Have you ever taken a rapid, probably shallow breath, and said, “I feel like my hair is on fire.”? It isn’t, of course. It’s the same hair you’ve always had. It still sits on your head, and the flames that seem real to you are entirely invisible.
You might be interested to find out that you are not alone, and the sensation is not even a new one. For example, check out the 18th century print on the left. This is a caricature by James Gillray depicting Lady Mount-Edgcumbe, one of Faro’s Ladies. When I entered the term “hair on fire” into the Wikimedia search box, this is one of the few illustrations to appear. Strange to discover such a common phrase has almost no pictures.
Of course, I immediately wanted to know more about Lady Mount-Edgcumbe. What had she done to inspire such an unflattering portrait? Immediately, I stopped thinking about fiery hair and started an impromptu investigation into Lady Mount-Edgcumbe.
Emma Gilbert Edgcumbe, the 1st Lady Mount-Edgcumbe
Emma Gilbert (1729-1807) appears to have been the only daughter of John Gilbert, a churchman who was Archbishop of York at the time of her marriage to George Edgcumbe in 1761. It’s worth noting that York is in the north of England and Emma’s new husband’s estate was in Cornwall in the south. However, Gilbert’s residence was at Twickenham, an area near London.
Emma was 32 years old when she married George Edgcumbe, 1st Earl of Mount Edgcumbe in 1761. Her new husband was seven years younger than she. George had a distinguished naval career before becoming a member of Parliament and holding a number of prominent offices. He became Earl of Mount Edgcumbe in 1789. The couple had one child, a son.
Emma, like many aristocratic Whig women of the time, was an inveterate gambler. Though perhaps not the most notorious, Emma was one of Faro’s Ladies, also known as Faro’s Daughters. These women sponsored faro games in their homes, as willing to lose a fortune on the turn of a card as any male gambler at White’s.
Reformers charged that female gamblers betrayed their sex by spending their nights at the gaming tables at the expense of producing children. Clearly such women were a threat to moral order, and an easy target for James Gillray’s artistic doodles.
Emma had another idiosyncrasy. She had a pet pig named Cupid who went with her everywhere and joined her at the dinner table. Sources note that Emma called Cupid her true friend.
The breed, now known as the Cornish black pigs, is traced back to the 18th century when two boats of all-black pigs exported from China docked at both Cornwall and East Anglia to introduce the pigs. Subsequent encounters with local pig populations created the modern breed.
While we don’t know Cupid’s exact origins, Emma had plenty of space to accommodate him until he died in 1770, plunging Emma into substantial grief. Emma placed Cupid in a golden casket and erected a 30-foot high Neo-classical obelisk on a hill at the outskirts of Plymouth. In the mid-19th century, a folly replaced the obelisk. Whether builders found a golden casket is unrecorded.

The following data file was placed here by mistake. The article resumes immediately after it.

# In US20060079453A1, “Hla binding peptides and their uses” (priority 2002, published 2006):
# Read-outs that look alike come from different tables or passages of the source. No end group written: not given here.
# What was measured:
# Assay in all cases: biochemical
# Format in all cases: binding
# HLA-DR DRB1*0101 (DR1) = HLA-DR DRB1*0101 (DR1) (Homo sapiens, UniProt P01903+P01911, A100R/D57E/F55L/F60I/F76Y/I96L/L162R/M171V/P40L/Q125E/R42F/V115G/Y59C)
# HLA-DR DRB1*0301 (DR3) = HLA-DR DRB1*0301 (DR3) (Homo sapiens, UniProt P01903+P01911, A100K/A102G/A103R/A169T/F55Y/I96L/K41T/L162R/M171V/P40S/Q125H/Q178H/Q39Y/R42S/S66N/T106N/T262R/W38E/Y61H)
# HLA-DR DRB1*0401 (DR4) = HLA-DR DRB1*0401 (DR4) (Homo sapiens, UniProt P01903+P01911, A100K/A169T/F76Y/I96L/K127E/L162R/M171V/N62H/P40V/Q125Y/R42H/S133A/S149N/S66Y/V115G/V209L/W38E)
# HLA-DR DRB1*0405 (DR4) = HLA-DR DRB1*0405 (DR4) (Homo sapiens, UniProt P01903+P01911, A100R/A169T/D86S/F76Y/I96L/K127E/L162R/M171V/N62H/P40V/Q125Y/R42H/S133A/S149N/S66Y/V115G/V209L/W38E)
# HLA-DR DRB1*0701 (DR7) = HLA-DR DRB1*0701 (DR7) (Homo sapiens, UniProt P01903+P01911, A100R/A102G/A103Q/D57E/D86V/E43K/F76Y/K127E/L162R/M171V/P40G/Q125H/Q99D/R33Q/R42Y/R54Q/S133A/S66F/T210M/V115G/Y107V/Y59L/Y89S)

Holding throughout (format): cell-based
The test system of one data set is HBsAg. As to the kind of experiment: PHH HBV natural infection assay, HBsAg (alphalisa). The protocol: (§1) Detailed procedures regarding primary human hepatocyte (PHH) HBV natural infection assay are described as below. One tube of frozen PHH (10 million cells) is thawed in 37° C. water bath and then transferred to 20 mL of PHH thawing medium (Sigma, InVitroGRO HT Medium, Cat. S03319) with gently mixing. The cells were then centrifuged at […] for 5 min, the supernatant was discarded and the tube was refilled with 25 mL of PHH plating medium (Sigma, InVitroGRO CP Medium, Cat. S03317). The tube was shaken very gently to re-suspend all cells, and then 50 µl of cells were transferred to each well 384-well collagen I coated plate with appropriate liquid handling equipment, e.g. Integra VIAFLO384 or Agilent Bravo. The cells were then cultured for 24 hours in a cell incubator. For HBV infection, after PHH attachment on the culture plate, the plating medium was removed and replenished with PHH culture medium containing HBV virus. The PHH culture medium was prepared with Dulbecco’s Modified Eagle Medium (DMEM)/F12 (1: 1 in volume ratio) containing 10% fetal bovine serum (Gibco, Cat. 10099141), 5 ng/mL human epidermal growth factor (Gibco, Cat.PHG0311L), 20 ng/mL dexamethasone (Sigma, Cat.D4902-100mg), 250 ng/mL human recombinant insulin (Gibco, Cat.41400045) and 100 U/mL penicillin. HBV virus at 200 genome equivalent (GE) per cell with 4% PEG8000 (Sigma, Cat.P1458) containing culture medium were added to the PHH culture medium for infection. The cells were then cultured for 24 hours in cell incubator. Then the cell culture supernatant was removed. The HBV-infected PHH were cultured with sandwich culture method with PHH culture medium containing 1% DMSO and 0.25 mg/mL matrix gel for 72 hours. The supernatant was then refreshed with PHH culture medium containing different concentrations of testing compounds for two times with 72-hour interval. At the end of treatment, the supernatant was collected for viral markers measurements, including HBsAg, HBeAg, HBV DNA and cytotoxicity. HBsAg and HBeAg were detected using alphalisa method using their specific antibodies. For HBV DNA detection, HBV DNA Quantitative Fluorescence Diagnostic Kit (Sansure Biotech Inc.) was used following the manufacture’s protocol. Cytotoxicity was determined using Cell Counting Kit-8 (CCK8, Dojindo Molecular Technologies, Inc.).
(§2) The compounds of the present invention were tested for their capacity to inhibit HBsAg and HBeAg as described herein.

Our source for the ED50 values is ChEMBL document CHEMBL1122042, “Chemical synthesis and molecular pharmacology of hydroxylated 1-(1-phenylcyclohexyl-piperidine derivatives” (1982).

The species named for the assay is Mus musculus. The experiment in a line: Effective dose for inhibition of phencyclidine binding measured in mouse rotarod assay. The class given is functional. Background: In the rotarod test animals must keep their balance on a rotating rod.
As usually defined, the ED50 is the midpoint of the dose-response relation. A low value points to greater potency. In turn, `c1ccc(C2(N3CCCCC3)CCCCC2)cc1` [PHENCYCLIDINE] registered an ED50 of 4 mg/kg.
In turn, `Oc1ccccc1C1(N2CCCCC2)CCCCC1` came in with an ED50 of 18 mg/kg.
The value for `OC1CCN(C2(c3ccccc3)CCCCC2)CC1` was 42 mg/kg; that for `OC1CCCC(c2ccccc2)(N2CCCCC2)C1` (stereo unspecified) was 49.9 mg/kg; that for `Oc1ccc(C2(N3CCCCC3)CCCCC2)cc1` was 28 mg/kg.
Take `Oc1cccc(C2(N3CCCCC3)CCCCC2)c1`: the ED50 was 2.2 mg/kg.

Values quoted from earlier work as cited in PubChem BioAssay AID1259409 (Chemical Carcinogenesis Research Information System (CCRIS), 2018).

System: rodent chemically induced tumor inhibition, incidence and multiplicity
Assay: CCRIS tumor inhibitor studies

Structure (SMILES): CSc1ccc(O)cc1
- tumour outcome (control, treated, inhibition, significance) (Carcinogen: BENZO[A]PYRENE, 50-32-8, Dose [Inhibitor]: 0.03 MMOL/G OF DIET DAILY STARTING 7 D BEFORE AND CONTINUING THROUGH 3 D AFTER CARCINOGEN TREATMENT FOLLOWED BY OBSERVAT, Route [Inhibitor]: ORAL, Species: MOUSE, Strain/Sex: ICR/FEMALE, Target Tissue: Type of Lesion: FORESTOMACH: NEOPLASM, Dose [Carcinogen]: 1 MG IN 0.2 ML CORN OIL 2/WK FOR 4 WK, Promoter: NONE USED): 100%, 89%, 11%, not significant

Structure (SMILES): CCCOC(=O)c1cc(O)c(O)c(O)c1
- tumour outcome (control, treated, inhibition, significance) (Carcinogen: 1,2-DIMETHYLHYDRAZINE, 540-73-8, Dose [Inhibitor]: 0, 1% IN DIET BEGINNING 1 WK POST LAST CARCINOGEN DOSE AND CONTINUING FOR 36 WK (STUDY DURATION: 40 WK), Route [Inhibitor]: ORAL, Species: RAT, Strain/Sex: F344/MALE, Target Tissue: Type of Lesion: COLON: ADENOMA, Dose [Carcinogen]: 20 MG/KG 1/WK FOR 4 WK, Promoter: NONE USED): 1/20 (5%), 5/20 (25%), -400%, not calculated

Upon hearing of Cupid’s death, John Wolcot, who wrote under the name Peter Pindar, penned a satirical poem
O, dry that tear so round and big
Nor waste in signs your precious wind
Death only takes a single pig
Your Lord and Son are left behind
Lady Mount-Edgcumbe & the Frog Dinner Service
And, as noted above, Gillray depicted the grieving Lady Mount-Edgcumbe as an unfeeling, rich, aristocratic witch, an identity further connected by the frog at her feet (bottom right), which relates to Mt. Edgcumbe. This natural setting was one of 1,222 English scenes depicted on a 50-place Frog Dinner Service Josiah Wedgwood produced for Catherine the Great of Russia. Catherine commissioned the dinner service for her summer palace that was surrounded by a frog marsh, and every dish had the image of a frog in a place of honor.
One thing I enjoy about putting together these blogs is that I never know exactly where the topic will take me. In this case, feeling like my hair was on fire led to a new historical acquaintance with an obscure upper class woman who enjoyed playing faro and grieved over the death of Cupid, her pet pig.
🐷 🐷 🐷
A Witch Upon Mount’s Edge by James Gillray, 1791.
Edgcumbe House, 1866.
Honorable George Edgcumbe by Joshua Reynolds.
Emma, Countess of Mount-Edgcumbe 1780.
Herd of Black Pigs from Suffolk by Amanda Slater, 2008.
Decorative folly atop Mount Edgcumbe County Park, Cornwall by Y.ssk/Wikimedia Commons/CC BY-SA 4.0.
Symbol of Green Frog Service by Wedgwood.
Platter from Green Frog Service by Wedgwood.
“Mount Edgcumbe, Cornwall.” Overlooked Britain. Pressreader. Sept. 16, 2015.
Alain de Botton. “An Unusually Sensitive Pig.” BennettInk.
Gillian Russell.”Faro’s Daughters: Female Gamesters, Politics & the Disource of Finance in 1790s Britain.” Eighteenth Century Studies. Vol. 33, No. 4. Summer 2000. pp. 481-504.
Sandra Wagner-Wright holds the doctoral degree in history and taught women’s and global history at the University of Hawai`i. Sandra travels for her research, most recently to Salem, Massachusetts, the setting of her new Salem Stories series. She also enjoys traveling for new experiences. Recent trips include Antarctica and a river cruise on the Rhine from Amsterdam to Basel.
Sandra particularly likes writing about strong women who make a difference. She lives in Hilo, Hawai`i with her family and writes a blog relating to history, travel, and the idiosyncrasies of life.